%%timeit
np.sqrt(i**2+j**2)
# 74.1 µs ± 2.74 µs per loop (mean ± std. dev. of 7 runs, 10000 loops each)

%%timeit
for idx in range(len(i)):
np.sqrt(i[idx]**2+j[idx]**2)
# 25.2 ms ± 1.8 ms per loop (mean ± std. dev. of 7 runs, 10 loops each)
``````

As you can see, the first variant (using arrays of numbers as input) is ~300x faster than the second one using a python for loop. The reason for this is that in the first example, all computation is performed by numpy (which is implemented in c internally and therefore really fast), whereas in the second example, numpy code and regular python code (the for loop) interleave, making the execution much slower.

If you really want to improve the performance of your program, I'd suggest rewriting it so that you can perform your function once on two numpy arrays instead of calling it for each pair of numbers.

I understand you need speed, but I would like to point to some faults of writing own sqroot calculator

## Speed comparison

``````%%timeit
math.hypot(i, j)
# 85.2 ns ± 1.03 ns per loop (mean ± std. dev. of 7 runs, 10000000 loops each)
``````
``````%%timeit
np.hypot(i, j)
# 1.29 µs ± 13.2 ns per loop (mean ± std. dev. of 7 runs, 1000000 loops each)
``````
``````%%timeit
np.sqrt(i**2+j**2)
# 1.3 µs ± 9.87 ns per loop (mean ± std. dev. of 7 runs, 1000000 loops each)
``````
``````%%timeit
(i*i + j*j)**0.5
# 94 ns ± 1.61 ns per loop (mean ± std. dev. of 7 runs, 10000000 loops each)
``````

Speed wise both numpy are same, but hypot is very safe. As matter of fact `(i*i + j*j)**0.5` overflows. hypot is efficient is sense of accuracy :p

Also math.hypot is also very safe and fast also and can handle 3d sqrt of sum of sqrs and faster than `(i*i + j*j)**0.5`

## Underflow

``````i, j = 1e-200, 1e-200
np.sqrt(i**2+j**2)
# 0.0
``````

## Overflow

``````i, j = 1e+200, 1e+200
np.sqrt(i**2+j**2)
# inf
``````

## No Underflow

``````i, j = 1e-200, 1e-200
np.hypot(i, j)
# 1.414213562373095e-200
``````

## No Overflow

``````i, j = 1e+200, 1e+200
np.hypot(i, j)
# 1.414213562373095e+200
``````

In this case `numexpr` module may be faster. This module avoids intermediate buffering and thus is faster for certain operations:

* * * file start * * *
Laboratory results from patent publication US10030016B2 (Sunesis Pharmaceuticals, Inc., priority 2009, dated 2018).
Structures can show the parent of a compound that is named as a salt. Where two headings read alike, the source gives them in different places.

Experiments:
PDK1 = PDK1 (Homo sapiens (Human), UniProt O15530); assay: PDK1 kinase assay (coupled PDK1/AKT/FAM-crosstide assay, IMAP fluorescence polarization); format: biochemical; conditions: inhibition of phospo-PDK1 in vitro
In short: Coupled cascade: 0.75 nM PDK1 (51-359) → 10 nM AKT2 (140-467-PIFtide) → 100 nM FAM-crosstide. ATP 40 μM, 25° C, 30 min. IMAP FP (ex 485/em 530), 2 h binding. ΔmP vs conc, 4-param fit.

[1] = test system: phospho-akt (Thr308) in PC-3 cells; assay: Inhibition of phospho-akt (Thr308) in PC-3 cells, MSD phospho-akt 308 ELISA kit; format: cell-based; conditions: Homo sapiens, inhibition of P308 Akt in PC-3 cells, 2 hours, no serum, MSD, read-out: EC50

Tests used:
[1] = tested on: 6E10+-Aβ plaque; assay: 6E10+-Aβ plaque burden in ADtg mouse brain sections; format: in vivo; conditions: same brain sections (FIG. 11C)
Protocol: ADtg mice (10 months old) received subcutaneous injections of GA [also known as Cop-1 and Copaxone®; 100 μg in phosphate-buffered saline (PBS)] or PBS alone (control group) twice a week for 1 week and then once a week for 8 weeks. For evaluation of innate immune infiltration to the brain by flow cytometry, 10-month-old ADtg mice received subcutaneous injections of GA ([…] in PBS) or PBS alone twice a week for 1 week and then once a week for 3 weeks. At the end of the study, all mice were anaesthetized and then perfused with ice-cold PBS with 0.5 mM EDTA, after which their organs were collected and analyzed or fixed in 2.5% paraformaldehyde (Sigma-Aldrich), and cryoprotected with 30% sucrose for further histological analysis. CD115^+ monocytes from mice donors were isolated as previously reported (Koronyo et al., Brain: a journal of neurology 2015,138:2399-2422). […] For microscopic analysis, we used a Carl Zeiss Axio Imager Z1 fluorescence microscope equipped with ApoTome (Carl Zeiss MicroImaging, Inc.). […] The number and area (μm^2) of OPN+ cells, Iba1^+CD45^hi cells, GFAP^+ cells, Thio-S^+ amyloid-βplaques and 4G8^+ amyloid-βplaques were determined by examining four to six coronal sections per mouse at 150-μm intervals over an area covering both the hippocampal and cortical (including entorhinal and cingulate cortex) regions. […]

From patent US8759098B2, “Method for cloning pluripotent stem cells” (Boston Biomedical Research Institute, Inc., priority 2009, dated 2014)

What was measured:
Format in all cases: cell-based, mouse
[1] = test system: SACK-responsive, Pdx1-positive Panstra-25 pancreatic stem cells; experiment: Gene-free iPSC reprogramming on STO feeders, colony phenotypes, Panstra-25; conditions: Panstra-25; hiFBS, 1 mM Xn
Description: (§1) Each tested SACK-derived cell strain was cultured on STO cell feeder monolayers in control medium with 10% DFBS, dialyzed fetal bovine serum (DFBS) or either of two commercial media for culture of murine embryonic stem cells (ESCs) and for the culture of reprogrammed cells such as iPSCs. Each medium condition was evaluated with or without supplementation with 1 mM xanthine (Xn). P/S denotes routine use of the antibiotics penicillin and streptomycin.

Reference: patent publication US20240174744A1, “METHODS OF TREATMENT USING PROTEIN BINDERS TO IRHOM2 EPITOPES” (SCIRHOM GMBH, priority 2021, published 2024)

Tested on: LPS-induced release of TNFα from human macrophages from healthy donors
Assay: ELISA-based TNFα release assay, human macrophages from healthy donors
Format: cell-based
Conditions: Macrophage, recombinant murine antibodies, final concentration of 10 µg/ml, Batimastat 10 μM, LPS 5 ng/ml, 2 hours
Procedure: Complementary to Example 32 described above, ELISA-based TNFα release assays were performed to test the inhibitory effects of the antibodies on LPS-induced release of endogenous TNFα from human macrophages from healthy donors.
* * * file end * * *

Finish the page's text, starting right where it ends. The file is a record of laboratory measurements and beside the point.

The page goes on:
``````i = np.random.rand(100000)
j = np.random.rand(100000)
%timeit np.sqrt(i**2 + j**2)
# 1.34 ms

import numexpr as ne
%timeit ne.evaluate('sqrt(i**2+j**2)')
#370 us
``````
• Thanks but it's slower compared to `(i*i + j*j)**0.5`
– G M
Jun 28, 2018 at 12:38
• That's going to depend on the size of your array. For this operation, `numexpr` becomes faster with arrays larger than 10,000-100,000 Jun 28, 2018 at 12:46
• Thanks for the clarification but in my question i and j are two numbers
– G M
Jun 28, 2018 at 12:54
• If using other modules than `numpy`, I highly recommend `numba`. In most cases this will be far superior to `numexpr`. Jun 28, 2018 at 21:51

I did some comparisons based on the answers it seems that the faster way is to use `math` module and then `math.hypot(i + j)` but probably the best compromise is to use `(i*i + j*j)**0.5` without importing any module even though not so explicit. # Code

``````from timeit import timeit
import matplotlib.pyplot as plt

tests = [
"np.sqrt(i**2+j**2)",
"np.sqrt(sum(np.square([i,j])))",
"(i*i + j*j)**0.5",
"math.sqrt(i*i + j*j)",
"math.hypot(i,j)",
"np.linalg.norm([i,j])",
"ne.evaluate('sqrt(i**2+j**2)')",
"np.hypot(i,j)"]

results = []
lengths = []
for test in tests:
results.append(timeit(test,setup='i = 7; j = 4;\
import numpy  as np; \
import math; \
import numexpr as ne', number=1000000))
lengths.append(len(test))

indx = range(len(results))
plt.bar(indx,results)
plt.xticks(indx,tests,rotation=90)
plt.yscale('log')
plt.ylabel('Time (us)')
``````
• Just curious, if `i` and `j` are just numbers, why do you care about the performance of one operation that takes about 1 us? Jun 29, 2018 at 11:31
• @Brenlla your point it's right but I just like to do the optimal procedure as I wrote `(i*i + j*j)**0.5` even though is not faster is the more suited for the task.
– G M
Jun 29, 2018 at 12:27